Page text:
News and views about videopoetry and filmpoetry, plus some of the best poetry videos on the web.

Moving Poems weekly digest

Poemas Videográficos / Videographic Poems by Fernando Tavares Pereira

by Dave Bonta

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Brazilian poet Fernando Tavares Pereira made these fascinating animated text videos with the help of Rafael Veggi (computer graphics, sound). For those of us who don’t know Portuguese, he was kind enough to email a translation of each as well as an explanation of the project:

The videographic poem is the record of the birth of a word. Through the experience of emotions, associations, forms, memories, everything that contributes to the formation and understanding. It’s the word behind the word.

SecretSecreto

PortraitRetrato

SunSol – As the letter sun in Portuguese, s-o-l, as the key of sol, as a sun shining, as the sol note at the end

OneUm – The ONE is the element one and at the same time the multiplicity in time. This back and forth movement means your birth as a word.

I asked about their composition process, and Fernando replied:

The poem is born as a graphic on paper. Then I wrote a project, a script to follow, to turn the poem into movement. And so Rafael is free to create solutions on top of what I present, and many times I have counted on his talent to improve the quality of the job. I’m the pen and he’s the byte. We are a partnership to works in the same sense to create beauty and, I usually say, entertainment. In fact I see poetry as entertainment, image, cinema, more than anything else. I believe that with this poetry does not lose anything of its flavor.

The poems are numbered as an untitled movie, because they are born and nominated by themselves. They are the subject of reading and we are the observing object. The logical layout has changed and reinvented itself.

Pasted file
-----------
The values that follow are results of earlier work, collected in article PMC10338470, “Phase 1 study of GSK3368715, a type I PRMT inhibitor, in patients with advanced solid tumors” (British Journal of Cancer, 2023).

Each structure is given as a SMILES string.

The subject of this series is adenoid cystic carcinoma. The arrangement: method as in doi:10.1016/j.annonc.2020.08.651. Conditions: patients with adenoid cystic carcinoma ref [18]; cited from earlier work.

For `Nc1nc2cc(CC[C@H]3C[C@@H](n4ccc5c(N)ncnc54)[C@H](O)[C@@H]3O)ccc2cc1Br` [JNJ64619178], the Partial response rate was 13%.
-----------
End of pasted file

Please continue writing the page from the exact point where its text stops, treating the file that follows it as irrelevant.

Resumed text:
Rafael added:

The sound was arranged by me following Fernando’s guidelines.
All samples come from open source databases around the internet and then edited in Audacity software.

Poems 01 and 02 animations were made on Blender, poems 03 and 04 were made in SVG/HTML/Javascript/CSS. I’ve had a great time working on them!

The fourth poem represents a deconstructed word ‘um’, which means ‘one’ in portuguese, as well as the number 1 itself.


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knuckleshop by Cecelia Chapman and Jeff Crouch

by Dave Bonta

Just uploaded to Vimeo, this 2008 videopoem video is from the long-time video-making partnership of artists Jeff Crouch and Cecelia Chapman:

Cecelia Chapman’s work explores the image in communication and revolves around environmental and cultural transformation.
For the past ten years Chapman has been collaborating with artist Jeff Crouch, with performer Christa Hunter, and with sound artists she meets online to produce short new media video.

The music here is by Crouch, as are the drawings. Rarely does one see an ekphrastic poetry video that succeeds as a separate artwork in its own right. Perhaps part of the key here is that Crouch’s sketches satisfy what I think of as the Konyvesian imperative: “In a successful videopoem, the work’s elements contain a collaborative property, an original incompleteness.” (Tom Konyves, In Retrospect: A Manifesto and its Underpinnings, p. 3.)


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accidentals (recalculated) by Ian Gibbins

by Dave Bonta

Math and poetry merge in this brilliant videopoem by Ian Gibbins. Here’s the Vimeo description:

… the probability that accidents do happen, if you slip and fall, fly too close to the sun, if your car runs off the road, if you cut your finger, miss a secret assignation, catch (or not) a slip of the tongue, when words fail, when all you have left is abstraction, operators, a lasting approximation, a mathematician’s code …

This video was a finalist in the Carbon Culture Review 2016 Poetry Film Contest: carbonculturereview.com/news/2016-poetry-film-contest-winner-and-finalists/


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ななつめの窓 / Seventh Window by Shuhei Hatano

by Dave Bonta

“My eye is your finger,” reads the Vimeo description of this silent, black-and-white videopoem by Tokyo-based filmmaker Shuhei Hatano. Made in July 2015, it was part of an exhibition of hand-held films in Kunitachi, Japan called 92TOUCH. There’s also a version with only the English titling.


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